After spending a couple of days in beautiful Southern Hungary (Pecs is only about a 2hr drive from Budapest) I was ready to fly to the Big Apple. Representing Armel Festival as its Artistic Director I have attended 5 shows at the Prototype Festival. I have seen staged concert albums, multi-media music theater works and operas in the traditional sense. It was an impressive line up. I hope that Prototype Festival can become a partner for Armel by as early as 2020, and together we can bring some interesting new works to Budapest, Vienna, and to the screen of ARTE TV as well. Yes, IT IS WINTERTIME, and NYC was way colder than usual. However in the summer I always complain about humidity and high temperatures in manhattan. 🙂
I am ready for a couple of extremely exciting and challenging programs in the next couple of weeks. On Saturday with the Huntsville Symphony I will be conducting Brahms’ Haydn Variations, Beethoven’s Symphony No.7, and sharing the stage again with Elina Vähälä from Finland, who’ll be playing Berg’s beautiful Violin Concerto. More information on the concert here:

http://www.hso.org

After Huntsville it’s Budapest time again, and time for music about machines with the Danubia Symphony at the Liszt Academy. Yes, you read that right, MACHINES!

More about that later!

Until then, here is the link for your enjoyment:

http://www.odz.hu

100 Years Old Music

“Arbitrary as the choice of any year between 1880 and 1930 might be, 1913 was certainly distinguished by modernist landmarks in music, art, literature, fashion, and film /…/”

As it happens many times I don’t have access to my books in Budapest, Hungary when I need them. I have purchased and read a book entitled ‘1913’, and as much as I would love to use a couple of quotes here I cannot remember the author’s name. I tried finding the book online, but all the books of the same or similar title that pop up in a search, deal with politics and world history only instead of art. I found a great article at the Telegraph however and that is where the opening quote is from. Read the full article here:

https://www.telegraph.co.uk

Here are the dates for the pieces played by the Huntsville Symphony this Saturday for our last classical concert of the season.
Stravinsky: Rite of Spring -1913 (time of the infamous premiere performance)
Ravel: Alborada del gracioso -1905 (as a piano piece), -1918 (orchestra version)
Szymanowski: Violin Concerto #1 -1916 (composed), -1922 (premiered)

Yes, as unbelievable as it is, “The Rite of Spring” is over a 100 years old. So are the two other pieces. As you can see we are talking about a period a little over 15 years here, including some of the most turbulent times of the 20th Century, especially in Europe.
‘Rite of Spring’ was sure a “Vision of the Future” just one year before WW1 started. Ravel’s colorful Alborada del grazioso (The Jester’s Aubade) from the ‘Miroirs’ (Mirrors) piano series is one of the most popular examples of his “Spanish flavor” musical pieces. In its orchestral version it possesses the rhythmical and sound-color qualities of ‘Rite of Spring’.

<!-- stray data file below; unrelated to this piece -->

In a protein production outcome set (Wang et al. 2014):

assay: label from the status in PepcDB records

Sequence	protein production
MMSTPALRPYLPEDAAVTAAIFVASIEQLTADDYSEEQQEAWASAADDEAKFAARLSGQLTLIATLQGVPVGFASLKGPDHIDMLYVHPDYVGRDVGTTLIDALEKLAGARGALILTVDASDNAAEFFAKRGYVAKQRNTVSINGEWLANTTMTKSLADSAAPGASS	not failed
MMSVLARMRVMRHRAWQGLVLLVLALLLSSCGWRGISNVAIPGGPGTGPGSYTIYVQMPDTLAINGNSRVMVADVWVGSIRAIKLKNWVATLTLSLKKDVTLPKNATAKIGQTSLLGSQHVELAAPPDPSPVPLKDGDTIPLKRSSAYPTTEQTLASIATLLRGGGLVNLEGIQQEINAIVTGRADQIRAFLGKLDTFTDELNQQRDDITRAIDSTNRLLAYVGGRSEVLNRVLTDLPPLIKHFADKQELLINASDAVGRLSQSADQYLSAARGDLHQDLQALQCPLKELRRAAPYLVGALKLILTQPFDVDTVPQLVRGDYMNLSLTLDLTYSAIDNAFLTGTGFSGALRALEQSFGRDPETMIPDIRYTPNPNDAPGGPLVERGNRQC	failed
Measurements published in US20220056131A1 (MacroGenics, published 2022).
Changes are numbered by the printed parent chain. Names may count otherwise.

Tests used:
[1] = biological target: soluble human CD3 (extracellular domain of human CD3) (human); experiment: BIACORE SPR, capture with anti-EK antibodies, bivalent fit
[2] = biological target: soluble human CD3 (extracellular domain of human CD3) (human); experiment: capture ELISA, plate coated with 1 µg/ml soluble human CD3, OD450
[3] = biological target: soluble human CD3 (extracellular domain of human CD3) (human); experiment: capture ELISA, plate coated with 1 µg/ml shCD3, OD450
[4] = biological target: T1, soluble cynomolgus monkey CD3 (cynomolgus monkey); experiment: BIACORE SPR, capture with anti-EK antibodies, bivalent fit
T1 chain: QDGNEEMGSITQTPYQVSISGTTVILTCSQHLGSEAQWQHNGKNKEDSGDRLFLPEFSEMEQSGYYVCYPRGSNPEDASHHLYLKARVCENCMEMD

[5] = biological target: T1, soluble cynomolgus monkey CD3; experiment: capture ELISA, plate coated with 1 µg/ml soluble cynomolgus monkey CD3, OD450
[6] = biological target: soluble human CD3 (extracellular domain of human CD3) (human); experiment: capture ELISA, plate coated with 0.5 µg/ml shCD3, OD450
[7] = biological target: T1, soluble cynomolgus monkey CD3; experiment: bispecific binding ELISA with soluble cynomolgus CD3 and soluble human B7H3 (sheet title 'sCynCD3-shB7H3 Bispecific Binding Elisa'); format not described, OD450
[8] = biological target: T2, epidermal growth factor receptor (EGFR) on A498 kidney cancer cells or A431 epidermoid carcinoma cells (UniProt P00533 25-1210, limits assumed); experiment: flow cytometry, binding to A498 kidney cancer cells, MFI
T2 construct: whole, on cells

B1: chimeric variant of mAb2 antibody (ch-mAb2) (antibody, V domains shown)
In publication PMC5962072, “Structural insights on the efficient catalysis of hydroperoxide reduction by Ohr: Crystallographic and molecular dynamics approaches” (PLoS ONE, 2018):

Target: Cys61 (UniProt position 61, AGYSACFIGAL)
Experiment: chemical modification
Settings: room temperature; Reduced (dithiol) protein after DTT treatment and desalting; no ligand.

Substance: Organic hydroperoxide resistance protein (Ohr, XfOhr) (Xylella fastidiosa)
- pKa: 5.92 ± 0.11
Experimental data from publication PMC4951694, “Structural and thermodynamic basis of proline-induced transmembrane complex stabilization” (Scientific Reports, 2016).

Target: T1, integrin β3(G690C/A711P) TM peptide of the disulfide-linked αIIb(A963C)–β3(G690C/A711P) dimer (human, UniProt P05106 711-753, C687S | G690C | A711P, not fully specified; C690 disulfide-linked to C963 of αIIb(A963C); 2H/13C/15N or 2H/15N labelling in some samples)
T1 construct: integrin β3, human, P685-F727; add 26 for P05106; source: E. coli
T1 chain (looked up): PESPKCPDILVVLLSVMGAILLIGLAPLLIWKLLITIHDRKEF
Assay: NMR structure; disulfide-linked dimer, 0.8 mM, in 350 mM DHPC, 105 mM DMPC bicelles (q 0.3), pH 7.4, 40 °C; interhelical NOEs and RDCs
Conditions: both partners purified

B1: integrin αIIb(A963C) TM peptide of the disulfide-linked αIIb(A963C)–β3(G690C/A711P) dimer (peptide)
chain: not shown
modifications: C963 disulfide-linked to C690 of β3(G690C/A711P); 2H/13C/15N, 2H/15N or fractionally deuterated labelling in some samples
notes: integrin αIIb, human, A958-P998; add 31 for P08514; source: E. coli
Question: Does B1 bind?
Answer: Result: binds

I would like to encourage you to read the Wikipedia article below on Polish composer Karol Szymanowski. Upon reading his biography it’ll be clear how his gorgeous late-Romantic Violin Concerto No. 1 fits into the program.
https://www.en.wikipedia.org
By programming this beautiful piece of music, and by engaging the amazing Philippe Quint to play the solo violin part, I hope to contribute to the re-discovery of the music of this forgotten genius.

Thank You All for supporting the HSO in 2016-17!
Don’t forget to get your tickets to ‘Video Games Live’ on May 6 at the VBC! It will be the perfect ending to a great season.
Please read about our exciting next season here:
https://www.hso.org

Stay in touch and have a wonderful summer!

Bartók’s Birds

There is the famous bird trio for flute, oboe and clarinet in Beethoven’s ‘Pastoral’ symphony. There are the identifiable American birds in Bartók’s Piano Concerto No.3, and the sounds of rural Romania as composed by the young György Ligeti in his Concert Românesque. The 5th classical concert of the Huntsville Symphony fits the overall theme of the season: The Force of Nature.
David Kadouch
https://www.davidkadouch.com
a young and amazing pianist from France is playing the solo piano part of the Bartók Concerto. Needless to say, I am very particular about my Bartók. David has everything a Hungarian maestro’s heart can wish for in a pianist for the Hungarian composer’s last piano concerto. He is not only a virtuoso player but he also knows all the idioms, the unique phrasing, and the sound that is required to perform this music.

Join me and the HSO this Saturday at the VBC to hear three powerful compositions about the power of nature. Experience the power of live symphony music as only we can present it here in the great City of Huntsville!

Sudden and Light

‘What do you make so fair and bright?’

‘I make the cloak of Sorrow:
O lovely to see in all men’s sight
Shall be the cloak of Sorrow,
In all men’s sight.’